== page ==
By Alvin Bagaya
CRICKET. Canada is arguably the most formidable side in the 2017 ICC World Cricket League Division III tournament. One would be forgiven for thinking they were a Division II side venturing in the lower ranks.
They have all departments covered and it will take a phenomenal job to dislodge them from the top of the table because any opponent must come with a bowling attack worth their weight in wicket taking abilities.
Nitish Kumar has looked irremovable in his opening display; the opener seems to have enough time for a Latte with two sugars between bowlers release and execution of his shots. Against Uganda, erectile he displayed the compact ability to play under the nose reminiscent of Justine Langer who forced bowlers to come to him.
Kumar is a real threat for his ability to get behind the ball and run it down to third man or drop it in front of mid-wicket and keep rotating strike. His ability to treat the short ball with as much respect as he would a persistent mosquito is a joy to watch.
After two innings, he is averaging 38, but scoring quickly at 95%, he does not waste deliveries, and he is a man who knows his percentages well.
Denying Kumar is a real headache for most attacks in the tournament and anyone who may do that will have found the key. He was brilliantly run out against Uganda and stumped off a wide ball against Oman; before these points, Kumar looked like batting till the Division 2 begins.
Bhavindu Adhihetty is the perfection of the left/right combination. After two innings, he is averaging 27.00 but going along at 124.4%, another quick scorer in the side, he never allows bowlers to settle into a rhythm as they constantly have to deal with him and Kumar forcing a variation in line, and, inevitably, errors that are punished with sublime placement.
Bhavindu and Kumar have the highest score in opening partnership for the first wicket with a 77 against Oman at 4.56 an over, without any risk.
Seventh wicket nightmare
The real problem for most teams, however, is the seventh and eighth wicket of Canada; Rizwan Cheema, who has now blasted 133 runs in two innings at a strike rate of 192. He has left many captains hovering like a kite in the midst of his hurricane. A batsman that is not afraid to lose his wicket and can smack his fourth ball of the innings over the sight screen for six is not what most captains want to deal with at no.7.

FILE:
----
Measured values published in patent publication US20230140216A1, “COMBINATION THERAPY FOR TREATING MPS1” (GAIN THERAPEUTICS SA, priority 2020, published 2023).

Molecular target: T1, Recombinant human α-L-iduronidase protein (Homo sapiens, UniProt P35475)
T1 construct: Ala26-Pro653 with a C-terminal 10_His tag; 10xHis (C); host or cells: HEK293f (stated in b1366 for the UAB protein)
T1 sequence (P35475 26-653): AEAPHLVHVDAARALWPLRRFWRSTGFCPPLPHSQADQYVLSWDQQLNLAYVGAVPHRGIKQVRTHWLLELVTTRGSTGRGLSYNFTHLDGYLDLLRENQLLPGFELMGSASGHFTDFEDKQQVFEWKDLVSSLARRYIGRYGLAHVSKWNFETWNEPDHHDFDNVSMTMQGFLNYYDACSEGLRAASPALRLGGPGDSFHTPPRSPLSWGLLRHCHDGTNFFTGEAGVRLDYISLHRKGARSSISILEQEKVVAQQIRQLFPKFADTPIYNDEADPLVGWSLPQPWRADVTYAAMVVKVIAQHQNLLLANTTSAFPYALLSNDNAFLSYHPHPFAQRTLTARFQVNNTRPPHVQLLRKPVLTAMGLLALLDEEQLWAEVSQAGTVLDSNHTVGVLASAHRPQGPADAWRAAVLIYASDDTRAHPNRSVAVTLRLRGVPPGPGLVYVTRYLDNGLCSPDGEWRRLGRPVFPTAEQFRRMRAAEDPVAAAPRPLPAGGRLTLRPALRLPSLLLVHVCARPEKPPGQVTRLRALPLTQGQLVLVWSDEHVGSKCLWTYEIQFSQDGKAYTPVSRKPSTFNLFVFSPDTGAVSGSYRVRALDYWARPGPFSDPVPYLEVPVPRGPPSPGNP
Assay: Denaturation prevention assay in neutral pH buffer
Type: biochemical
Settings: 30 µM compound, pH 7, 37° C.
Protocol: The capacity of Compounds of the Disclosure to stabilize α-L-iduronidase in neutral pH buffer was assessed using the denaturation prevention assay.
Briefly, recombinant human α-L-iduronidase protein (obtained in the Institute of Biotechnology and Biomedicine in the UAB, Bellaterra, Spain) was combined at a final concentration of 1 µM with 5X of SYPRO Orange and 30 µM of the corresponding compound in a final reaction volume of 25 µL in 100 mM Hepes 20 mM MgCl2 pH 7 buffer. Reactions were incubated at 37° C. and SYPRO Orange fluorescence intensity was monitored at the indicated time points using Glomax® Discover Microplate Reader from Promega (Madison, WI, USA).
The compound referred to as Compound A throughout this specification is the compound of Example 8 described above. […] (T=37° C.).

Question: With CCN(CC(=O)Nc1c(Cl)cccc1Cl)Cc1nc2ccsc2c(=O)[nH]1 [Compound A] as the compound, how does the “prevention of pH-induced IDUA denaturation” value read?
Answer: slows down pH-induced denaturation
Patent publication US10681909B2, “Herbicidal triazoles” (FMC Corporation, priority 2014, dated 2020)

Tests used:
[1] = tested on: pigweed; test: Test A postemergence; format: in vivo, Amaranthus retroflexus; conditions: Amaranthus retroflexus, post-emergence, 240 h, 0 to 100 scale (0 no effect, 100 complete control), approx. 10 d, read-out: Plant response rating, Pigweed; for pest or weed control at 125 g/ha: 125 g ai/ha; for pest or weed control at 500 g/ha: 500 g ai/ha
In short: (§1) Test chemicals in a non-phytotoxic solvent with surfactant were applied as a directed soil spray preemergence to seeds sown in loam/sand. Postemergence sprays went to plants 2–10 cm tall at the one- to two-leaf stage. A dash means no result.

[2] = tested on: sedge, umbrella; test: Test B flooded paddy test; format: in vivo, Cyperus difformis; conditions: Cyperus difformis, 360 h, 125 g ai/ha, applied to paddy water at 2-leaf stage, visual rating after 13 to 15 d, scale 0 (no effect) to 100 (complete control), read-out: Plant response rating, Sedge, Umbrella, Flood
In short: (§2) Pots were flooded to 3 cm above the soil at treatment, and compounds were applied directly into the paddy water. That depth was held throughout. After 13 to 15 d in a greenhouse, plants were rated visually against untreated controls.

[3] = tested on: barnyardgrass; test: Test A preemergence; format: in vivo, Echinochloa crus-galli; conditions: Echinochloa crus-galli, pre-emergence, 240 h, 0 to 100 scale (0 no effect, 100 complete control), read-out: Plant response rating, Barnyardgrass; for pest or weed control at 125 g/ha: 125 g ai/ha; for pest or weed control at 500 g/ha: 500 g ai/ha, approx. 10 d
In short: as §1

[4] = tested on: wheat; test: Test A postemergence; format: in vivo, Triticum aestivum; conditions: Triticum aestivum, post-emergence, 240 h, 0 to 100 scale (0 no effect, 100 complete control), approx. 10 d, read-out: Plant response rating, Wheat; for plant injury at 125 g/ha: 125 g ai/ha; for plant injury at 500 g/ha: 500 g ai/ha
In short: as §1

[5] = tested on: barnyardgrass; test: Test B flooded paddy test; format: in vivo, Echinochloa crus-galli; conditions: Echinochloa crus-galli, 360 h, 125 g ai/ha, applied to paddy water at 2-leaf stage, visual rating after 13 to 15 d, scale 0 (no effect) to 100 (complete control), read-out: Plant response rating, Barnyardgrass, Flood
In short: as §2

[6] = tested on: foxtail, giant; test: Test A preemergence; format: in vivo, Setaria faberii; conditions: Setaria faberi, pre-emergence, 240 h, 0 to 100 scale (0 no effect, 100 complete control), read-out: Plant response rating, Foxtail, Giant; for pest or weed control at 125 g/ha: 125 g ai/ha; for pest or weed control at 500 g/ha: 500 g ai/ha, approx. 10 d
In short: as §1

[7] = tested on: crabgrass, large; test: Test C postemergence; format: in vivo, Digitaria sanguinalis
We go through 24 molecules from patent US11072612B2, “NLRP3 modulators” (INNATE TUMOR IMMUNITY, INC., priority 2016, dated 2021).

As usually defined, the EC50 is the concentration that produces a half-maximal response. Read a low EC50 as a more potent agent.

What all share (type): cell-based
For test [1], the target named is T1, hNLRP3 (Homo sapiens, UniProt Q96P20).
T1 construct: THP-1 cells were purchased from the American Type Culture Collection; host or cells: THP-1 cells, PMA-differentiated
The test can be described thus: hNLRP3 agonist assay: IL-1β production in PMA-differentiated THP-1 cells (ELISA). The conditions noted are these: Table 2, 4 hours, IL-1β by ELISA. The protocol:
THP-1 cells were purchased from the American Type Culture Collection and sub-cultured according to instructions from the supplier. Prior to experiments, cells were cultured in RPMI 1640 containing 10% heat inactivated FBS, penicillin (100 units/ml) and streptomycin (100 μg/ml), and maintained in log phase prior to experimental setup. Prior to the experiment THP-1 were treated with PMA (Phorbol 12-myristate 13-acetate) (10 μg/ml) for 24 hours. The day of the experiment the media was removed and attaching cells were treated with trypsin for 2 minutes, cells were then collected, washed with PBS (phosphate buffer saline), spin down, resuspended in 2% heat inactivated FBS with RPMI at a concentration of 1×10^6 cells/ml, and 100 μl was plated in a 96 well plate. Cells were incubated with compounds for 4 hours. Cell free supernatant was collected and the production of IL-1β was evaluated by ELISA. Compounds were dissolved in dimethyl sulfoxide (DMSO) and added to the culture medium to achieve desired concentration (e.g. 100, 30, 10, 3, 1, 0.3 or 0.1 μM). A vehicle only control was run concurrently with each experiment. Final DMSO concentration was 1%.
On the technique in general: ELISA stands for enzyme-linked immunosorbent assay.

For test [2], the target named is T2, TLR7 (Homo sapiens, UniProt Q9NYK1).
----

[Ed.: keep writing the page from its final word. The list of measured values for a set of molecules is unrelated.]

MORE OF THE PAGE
Against Oman, the seventh wicket put on 23 at 9.85 (Cheema/Dutta) and the eighth wicket put on 72 at 8.64 (Dutta/Tariq). Most bowlers will struggle to deal with this kind of hitting power and most captains will have no answers to field placement.
Against Uganda, the first wicket put on 32 at 6.62 (Kumar/Adhihetty), second wicket 42 at 4.27 (Dhaliwal/Kumar); and they still showed that they can grind it out when in trouble in the middle order after they were shaken by a quick collapse putting on 30 at 2.27 (Pathirana/Dutta) for the sixth wicket.
Canada has the luxury of having the industrious Dhanuka Pathirana. There are few in Division III who may rotate strike like he does, almost like he decides where the bowler must place the ball, his wrist stroke-play supplemented with good range on the boundary clearing shots.
Against Uganda, Pathirana laid the foundation for rebuilding a faltering innings and was the launchpad upon which Cheema destroyed the bowling. Cheema and Tariq have shown the consistency of decimating bowling attacks after a good middle order showing from their side.
As it stands, by the time most bowling attacks get past Adhihetty, Kumar, Dhaliwal, Dutta, Pathirana and the seemingly out of form Hansra, they are more or less vulnerable to the cataclysmic presence of Cheema and Tariq.
Tariq proved his ability in the Oman game; he was planting Munis Ansari who has one of the better yorkers over the stadium wall at the death, to imagine Canada has him at number eight.
Cecil Pervez (15) and Satsimranjit Dhindsa (12.1) have sent down 27.1 overs picking 5 wickets a piece with a wicket every two overs, the real value being shown when Zeshaan Maqsood had begun to bat Oman into the game and Dhindsa switched ends to pick his wicket from the Jinja road end, a strike bowler a captain can turn to break partnerships and pick key wickets.
Captain Kumar’s ebullient batting
On the back of the most dangerous opening bowling pair in the tournament, a young opening partner who bats with the technical awareness of a seasoned campaigner, a brilliant middle order led by the workman like Pathirana, a steady batter like Dhaliwal at one drop and the pernicious tail end of Cheema and Tariq, with Hansra and Dutta to hold fort in the middle ; Kumar has the peace of mind to build innings at the top and lead his side without too much fuss or destructions.
It is only a matter of time before we see his classy hundred, in this division or the next.